First off let's ask you a very simple question - why do people want to root Android devices? After all your smart phone is great the way it is right? You might have heard the word "rooting" associated a lot with Android phones. So what does it actually mean? It means that you give yourself Admin access in your Android phone. At a glance, this seems like a good thing to do. Having admin access basically gives you the right to do anything on your phone. This access is generally not given by default but people often go for "rooting" because it gives them powers to do modifications at the "deepest" level.
You may want to know: how to root Android devices?
While all these seem really tempting, rooting your Android device comes with its own risks. Rooting may even be dangerous. Thus, you should be careful if you are considering rooting your Android device. Next, we are going to show you the risks associated with rooting Android devices:
This is one of the main reasons why you are not given admin or root access by default. Since rooting gives you the power to do anything, you may install apps or make changes without complete knowledge of what you are doing. This might pave the way for hackers to hack your Android device and take away sensitive information. You might even delete system files without which your device cannot function properly.
2) Update issues
Even if you root your Android device and apply any updates, this privilege can be automatically removed after the update completes. There may be cases where the update itself may fail because of software modifications or internal changes in the system due to rooting. And as is well known, updates are critical for a device to solve vulnerabilities or existing weaknesses in a device. Inability of updates may result in exposing your device to malicious factors or may even damage your device and make it useless.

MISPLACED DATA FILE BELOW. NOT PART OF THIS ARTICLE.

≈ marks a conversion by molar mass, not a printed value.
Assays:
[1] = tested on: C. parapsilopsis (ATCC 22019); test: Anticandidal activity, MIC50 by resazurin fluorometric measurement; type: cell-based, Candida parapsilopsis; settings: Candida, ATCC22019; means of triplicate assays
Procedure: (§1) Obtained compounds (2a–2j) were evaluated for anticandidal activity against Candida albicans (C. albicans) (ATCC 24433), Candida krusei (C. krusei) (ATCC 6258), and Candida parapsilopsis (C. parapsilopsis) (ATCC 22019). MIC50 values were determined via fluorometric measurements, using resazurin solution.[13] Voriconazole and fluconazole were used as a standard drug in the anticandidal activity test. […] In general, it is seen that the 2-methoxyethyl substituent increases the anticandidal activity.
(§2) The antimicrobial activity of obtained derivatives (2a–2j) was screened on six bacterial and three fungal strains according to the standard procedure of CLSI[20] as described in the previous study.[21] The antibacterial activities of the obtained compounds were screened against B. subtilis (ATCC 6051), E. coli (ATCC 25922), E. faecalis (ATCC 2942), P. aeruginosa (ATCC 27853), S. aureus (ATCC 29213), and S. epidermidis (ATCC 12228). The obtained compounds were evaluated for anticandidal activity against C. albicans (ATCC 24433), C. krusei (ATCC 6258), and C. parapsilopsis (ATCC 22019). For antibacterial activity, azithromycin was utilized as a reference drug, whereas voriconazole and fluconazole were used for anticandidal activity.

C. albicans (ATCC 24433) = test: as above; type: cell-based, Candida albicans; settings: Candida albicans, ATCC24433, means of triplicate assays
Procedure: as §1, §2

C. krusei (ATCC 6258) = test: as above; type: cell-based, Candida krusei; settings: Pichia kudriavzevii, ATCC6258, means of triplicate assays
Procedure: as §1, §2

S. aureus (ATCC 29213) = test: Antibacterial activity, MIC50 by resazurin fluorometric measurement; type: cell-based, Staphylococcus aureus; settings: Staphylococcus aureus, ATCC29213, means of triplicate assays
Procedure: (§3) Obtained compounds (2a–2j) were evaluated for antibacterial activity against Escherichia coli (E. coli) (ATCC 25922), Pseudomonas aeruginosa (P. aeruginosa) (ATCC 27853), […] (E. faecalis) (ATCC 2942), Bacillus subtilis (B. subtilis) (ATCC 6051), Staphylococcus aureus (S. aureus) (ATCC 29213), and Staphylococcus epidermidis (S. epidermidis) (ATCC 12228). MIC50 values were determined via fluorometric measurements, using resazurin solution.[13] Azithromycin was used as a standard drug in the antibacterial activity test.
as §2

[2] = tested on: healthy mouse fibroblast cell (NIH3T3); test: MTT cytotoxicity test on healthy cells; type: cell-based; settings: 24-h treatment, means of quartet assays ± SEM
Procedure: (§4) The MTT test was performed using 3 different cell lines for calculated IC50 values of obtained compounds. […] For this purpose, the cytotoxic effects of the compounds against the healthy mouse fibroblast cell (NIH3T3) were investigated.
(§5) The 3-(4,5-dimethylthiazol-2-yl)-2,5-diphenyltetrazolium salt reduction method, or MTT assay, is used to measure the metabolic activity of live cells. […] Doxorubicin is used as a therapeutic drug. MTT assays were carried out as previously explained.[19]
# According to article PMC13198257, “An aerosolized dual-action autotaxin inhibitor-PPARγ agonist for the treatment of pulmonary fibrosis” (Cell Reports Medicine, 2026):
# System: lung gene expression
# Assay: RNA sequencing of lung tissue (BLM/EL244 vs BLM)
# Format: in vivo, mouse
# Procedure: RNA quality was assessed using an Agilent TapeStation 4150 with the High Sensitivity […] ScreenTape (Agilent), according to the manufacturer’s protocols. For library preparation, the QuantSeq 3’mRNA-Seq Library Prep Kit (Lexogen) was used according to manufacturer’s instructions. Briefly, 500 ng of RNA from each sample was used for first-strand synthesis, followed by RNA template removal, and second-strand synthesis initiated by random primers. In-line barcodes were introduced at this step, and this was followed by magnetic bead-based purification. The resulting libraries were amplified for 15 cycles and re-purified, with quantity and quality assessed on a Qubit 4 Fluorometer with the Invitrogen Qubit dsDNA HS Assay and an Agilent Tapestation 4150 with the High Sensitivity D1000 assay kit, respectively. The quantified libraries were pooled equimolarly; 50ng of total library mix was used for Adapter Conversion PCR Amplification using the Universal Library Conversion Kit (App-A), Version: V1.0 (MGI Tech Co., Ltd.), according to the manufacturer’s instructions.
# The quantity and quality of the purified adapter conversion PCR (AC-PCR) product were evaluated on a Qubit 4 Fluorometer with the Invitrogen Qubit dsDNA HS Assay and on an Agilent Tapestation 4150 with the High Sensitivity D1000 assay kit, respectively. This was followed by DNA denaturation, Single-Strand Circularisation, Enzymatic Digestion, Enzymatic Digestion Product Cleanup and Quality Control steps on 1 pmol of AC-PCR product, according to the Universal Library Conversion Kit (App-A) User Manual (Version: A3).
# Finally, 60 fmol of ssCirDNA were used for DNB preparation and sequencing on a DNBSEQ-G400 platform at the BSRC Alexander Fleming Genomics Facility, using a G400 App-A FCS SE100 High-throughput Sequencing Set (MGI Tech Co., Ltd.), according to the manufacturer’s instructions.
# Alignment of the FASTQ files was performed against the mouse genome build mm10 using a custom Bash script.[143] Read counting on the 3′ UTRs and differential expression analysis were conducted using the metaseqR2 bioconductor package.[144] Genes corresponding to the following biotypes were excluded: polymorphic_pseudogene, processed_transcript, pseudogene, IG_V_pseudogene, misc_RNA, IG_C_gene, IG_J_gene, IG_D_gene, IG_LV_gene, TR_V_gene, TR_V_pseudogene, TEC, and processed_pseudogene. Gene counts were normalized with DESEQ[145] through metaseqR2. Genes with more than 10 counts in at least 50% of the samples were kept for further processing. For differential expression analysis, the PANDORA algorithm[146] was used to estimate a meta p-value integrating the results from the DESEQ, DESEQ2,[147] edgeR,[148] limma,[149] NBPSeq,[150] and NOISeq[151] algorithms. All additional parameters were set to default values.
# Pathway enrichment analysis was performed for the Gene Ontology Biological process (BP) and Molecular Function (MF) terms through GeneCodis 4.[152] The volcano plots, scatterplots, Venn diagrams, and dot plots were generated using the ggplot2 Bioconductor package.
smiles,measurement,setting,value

3) No warranty
If you are rooting your Android device, it means that your warranty agreement no longer stands. While rooting is legal, this may pose a problem. If you delete some important files or modify codes or your device malfunctions for some reason, you will no longer have the protection of device warranty to cover you. Even if you “unroot” later, most devices will still be able to detect whether or not you had rooted your phone. Thus, there is no escaping from this once you root your phone.
Rooting is not an easy process. The steps are not simple and straightforward and as such many often fail to root their Android devices even after trying. Trying and failing to do "rooting": may result in bricking of your device - a condition that makes your device useless.
Thus, if you are not experienced, you might want to carefully consider before going ahead and rooting your device. While it’s not useless, rooting does contain many risks. We kindly suggest you backup your Android data on computer before rooting.
Root Android Device with Android 6.0 Marshmallow